By STYC member Deborah Bach on February 1st, 2009 www.threesheetsnw.com
This isn’t your ascot-wearing, martini-sipping yacht club. Far from it.
This is a yacht club launched by a man without a boat, in his tavern, in the hope of cultivating a more respectable clientele than the barflies who would show up in the morning at opening time.
But despite its rather dubious beginnings, the Sloop Tavern Yacht Club is going strong 30 years later, one of Seattle’s best kept secrets for sailors who are in it purely for the love of the sport.
“I’d say the club is for people who sail, not for people who want to act like they sail,” said Nate Creitz, 38, a STYC board member who is considered one of the top racers in the region.
“Yacht clubs are kind of stuffy places. (The Sloop) is much more casual and a much more fun group of people.”
The club’s genesis dates back to 1976, when Wayne Schmidt bought the Sloop Tavern, a slightly seedy watering hole not far from the Ballard locks. About half the bar’s regulars would show up early in the morning, and Schmidt began thinking about how to bring the clientele up a notch or two.
A friend introduced Schmidt to a man named Pete Martinson, a sailor who raced out of the Corinthian Yacht Club down the road at Shilshole Bay. Martinson and his fellow racers were looking for an after-race hangout, so Schmidt began hosting happy hours at the Sloop after each race. He decided to sponsor a race, with the view of holding a laidback event for people who weren’t necessarily serious racers.
To encourage a wide range of participants, the race organizers prohibited spinnakers and implemented a handicap system under which the slowest boats started first, enabling liveaboards with heavier boats to compete.
The inaugural race drew 42 boats, more than Schmidt had expected, and left the participants wanting more.
“We got a niche that nobody else was really serving,” said Schmidt, now 69. “It gave people a chance to learn how to race and they weren’t intimidated like they would be going and vying against all of the hot dogs on the Sound.”
Schmidt was interested in sponsoring more races. But as the owner of a tavern where boaters liked to imbibe, he realized the potential liability issues. To avoid such problems, Schmidt started a nonprofit organization and christened it the Sloop Tavern Yacht Club, a name that appalled some members of tonier clubs.
“There were people who thought we were a disgrace,” Schmidt recalled, chuckling. “On the other hand, we got a lot of support from a lot of members of the Seattle Yacht Club.”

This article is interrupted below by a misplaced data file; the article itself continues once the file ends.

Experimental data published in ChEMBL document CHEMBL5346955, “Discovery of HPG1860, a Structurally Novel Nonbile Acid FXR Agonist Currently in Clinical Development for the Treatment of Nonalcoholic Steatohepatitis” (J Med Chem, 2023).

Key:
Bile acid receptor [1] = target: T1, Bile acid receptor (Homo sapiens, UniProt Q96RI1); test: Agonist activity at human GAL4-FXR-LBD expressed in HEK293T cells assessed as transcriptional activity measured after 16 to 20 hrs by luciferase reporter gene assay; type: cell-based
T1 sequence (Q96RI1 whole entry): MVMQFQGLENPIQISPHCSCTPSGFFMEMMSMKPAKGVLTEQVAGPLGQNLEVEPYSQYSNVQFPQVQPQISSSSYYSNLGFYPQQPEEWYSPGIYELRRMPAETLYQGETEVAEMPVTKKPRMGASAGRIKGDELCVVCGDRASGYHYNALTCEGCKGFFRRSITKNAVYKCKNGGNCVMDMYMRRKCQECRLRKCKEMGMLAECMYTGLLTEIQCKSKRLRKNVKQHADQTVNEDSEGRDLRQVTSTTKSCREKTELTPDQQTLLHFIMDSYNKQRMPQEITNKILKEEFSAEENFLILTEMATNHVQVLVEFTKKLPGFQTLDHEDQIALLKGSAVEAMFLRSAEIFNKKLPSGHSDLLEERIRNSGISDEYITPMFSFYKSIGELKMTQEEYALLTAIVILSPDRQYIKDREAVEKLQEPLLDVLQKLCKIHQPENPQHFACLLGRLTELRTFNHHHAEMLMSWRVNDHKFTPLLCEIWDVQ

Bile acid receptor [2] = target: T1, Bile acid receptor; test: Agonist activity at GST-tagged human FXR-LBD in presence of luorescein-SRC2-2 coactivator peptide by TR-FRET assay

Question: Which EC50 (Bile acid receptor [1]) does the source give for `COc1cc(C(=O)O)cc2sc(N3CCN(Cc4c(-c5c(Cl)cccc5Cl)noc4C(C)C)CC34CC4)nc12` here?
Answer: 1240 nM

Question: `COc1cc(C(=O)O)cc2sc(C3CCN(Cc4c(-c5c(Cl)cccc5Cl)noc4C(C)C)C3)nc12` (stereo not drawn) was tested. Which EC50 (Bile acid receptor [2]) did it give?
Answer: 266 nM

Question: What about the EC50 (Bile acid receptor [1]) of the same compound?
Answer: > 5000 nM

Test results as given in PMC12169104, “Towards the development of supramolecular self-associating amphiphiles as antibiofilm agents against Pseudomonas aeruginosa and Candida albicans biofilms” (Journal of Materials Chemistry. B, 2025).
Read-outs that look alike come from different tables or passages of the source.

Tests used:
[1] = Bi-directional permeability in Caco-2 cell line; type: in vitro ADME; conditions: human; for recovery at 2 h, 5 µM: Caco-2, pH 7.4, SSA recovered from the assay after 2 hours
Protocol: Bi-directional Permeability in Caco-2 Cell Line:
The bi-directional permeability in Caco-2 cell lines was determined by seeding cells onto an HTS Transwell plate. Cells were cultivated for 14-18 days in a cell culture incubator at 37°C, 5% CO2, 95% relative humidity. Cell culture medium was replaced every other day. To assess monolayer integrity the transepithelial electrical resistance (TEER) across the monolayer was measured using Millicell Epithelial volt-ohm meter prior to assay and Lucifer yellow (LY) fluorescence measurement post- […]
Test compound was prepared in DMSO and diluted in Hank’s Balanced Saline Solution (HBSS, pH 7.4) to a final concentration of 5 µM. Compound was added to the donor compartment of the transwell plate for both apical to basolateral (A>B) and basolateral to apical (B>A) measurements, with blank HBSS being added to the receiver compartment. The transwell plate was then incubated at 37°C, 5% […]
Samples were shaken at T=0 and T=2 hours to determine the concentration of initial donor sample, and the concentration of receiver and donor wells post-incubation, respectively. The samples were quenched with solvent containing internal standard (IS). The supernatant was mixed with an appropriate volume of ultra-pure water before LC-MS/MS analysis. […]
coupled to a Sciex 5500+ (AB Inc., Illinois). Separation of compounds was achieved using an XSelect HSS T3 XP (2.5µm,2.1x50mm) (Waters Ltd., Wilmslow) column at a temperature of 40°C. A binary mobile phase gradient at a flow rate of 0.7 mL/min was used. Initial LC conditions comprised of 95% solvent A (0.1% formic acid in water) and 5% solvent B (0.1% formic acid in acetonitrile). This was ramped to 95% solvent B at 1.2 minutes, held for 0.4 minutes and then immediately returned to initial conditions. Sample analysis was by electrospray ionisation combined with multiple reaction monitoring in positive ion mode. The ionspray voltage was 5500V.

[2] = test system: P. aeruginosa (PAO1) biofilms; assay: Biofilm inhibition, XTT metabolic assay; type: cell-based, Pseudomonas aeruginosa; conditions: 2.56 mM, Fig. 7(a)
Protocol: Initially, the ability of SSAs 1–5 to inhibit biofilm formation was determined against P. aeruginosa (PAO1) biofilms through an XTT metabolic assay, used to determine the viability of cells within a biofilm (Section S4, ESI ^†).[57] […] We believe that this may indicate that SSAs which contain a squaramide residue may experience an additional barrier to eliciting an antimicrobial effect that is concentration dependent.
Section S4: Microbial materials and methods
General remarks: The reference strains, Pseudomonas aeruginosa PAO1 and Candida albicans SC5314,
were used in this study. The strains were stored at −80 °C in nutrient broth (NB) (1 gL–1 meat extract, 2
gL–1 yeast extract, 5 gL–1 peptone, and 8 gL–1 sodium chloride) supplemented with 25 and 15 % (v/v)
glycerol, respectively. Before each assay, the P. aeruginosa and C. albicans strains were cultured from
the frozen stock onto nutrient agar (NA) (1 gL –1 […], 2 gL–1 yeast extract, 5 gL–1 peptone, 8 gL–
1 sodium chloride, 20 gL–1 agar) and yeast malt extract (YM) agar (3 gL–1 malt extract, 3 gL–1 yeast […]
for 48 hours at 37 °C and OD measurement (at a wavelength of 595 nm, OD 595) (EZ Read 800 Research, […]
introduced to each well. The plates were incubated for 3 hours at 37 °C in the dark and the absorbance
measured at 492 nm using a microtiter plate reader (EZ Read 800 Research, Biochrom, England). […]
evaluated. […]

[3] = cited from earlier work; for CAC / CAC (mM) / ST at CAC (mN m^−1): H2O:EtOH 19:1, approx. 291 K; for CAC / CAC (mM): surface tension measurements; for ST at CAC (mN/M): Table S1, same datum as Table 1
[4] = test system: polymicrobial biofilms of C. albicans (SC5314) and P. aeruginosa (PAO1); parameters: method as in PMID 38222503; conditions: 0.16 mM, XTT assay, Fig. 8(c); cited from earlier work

The first memberships sold for $3 annually. To qualify, members had to have a sailboat longer than 20 feet, with a galley and a head (a bucket would suffice).
In the early days, the grand prize for races was a jug of wine that Schmidt found in the Sloop when he bought it. Too vile to serve to customers, the wine was instead passed around from winner to winner. Last-place racers had to fly theÂ ”DFL flag” (Dead Fucking Last) for the weekend.
“The whole concept of Sloop Tavern races was to make them fun,” Schmidt said.
The club implemented “Jack and Jill” races so couples could compete together, and began holding overnight regattas. Boaters soon comprised almost all of the Sloop’s clientele. Over time the races drew more serious competitors, but club members say the STYC has managed to retain its irreverent character over the years.
And though the Sloop’s clientele is now as likely to include 20-something hipsters and nearby workers as sailors, the tavern still functions as a de facto sailing club headquarters.
A dusty case with glass doors holds club trophies and old framed photographs on the walls show former club members’ boats. Tacked up on a cork bulletin is the club’s official sign, two pieces of torn paper reading “Sloop Tavern” and “Yacht Club.”
The club’s motto? “Everybody deserves another chance.”
Former commodore Neil Bennett said the STYC’s existence as a “paper yacht club,” as opposed to a “brick and mortar” club with facilities such as a bar and clubhouse, has kept it both low-key and affordable. Fees are currently $125 for a new membership, $75 annually for voting members and $45 for non-voting members. Most races are free for members, who now number about 150.
But Bennett said low cost isn’t the only reason people are attracted to the STYC, whose members range from tech executives to boatyard workers. The club is sanctioned by the Pacific International Yacht Association (PIYA), a racing standards organization.
“We’re kind of the anti-establishment yacht club,” Bennett said. “There really is no demographic that describes Sloop members. The common thread is the passion for sailing.”
On a recent Sunday afternoon, Schmidt joined founding STYC members Patty and Pete Martinson at a table in the Sloop, which Schmidt sold in 1981. All are now landlubbers who have hung up their sailing gloves. Schmidt still gets together with his old boating buddies once in a while, but said instead of talk about boats, “we talk about our glaucoma or our sciatica.”
The trio reminisced about the early days of the club, which Patty said managed to maintain a high level of competition but never take itself too seriously.
“In this club, there was so much camaraderie and honesty and respect for everybody,” she said. “There was always a respect, a real deep respect.”
The Sloop is much the same today, said board member Creitz.
“Sailboat racing can be kind of cutthroat. People get very competitive and wound up about it,” he said.
“The Sloop is about having a good time and enjoying yourself.”
*Editor’s note: despite the Sloop Tavern Yacht Club’s obvious high standards, the author of this article is a member.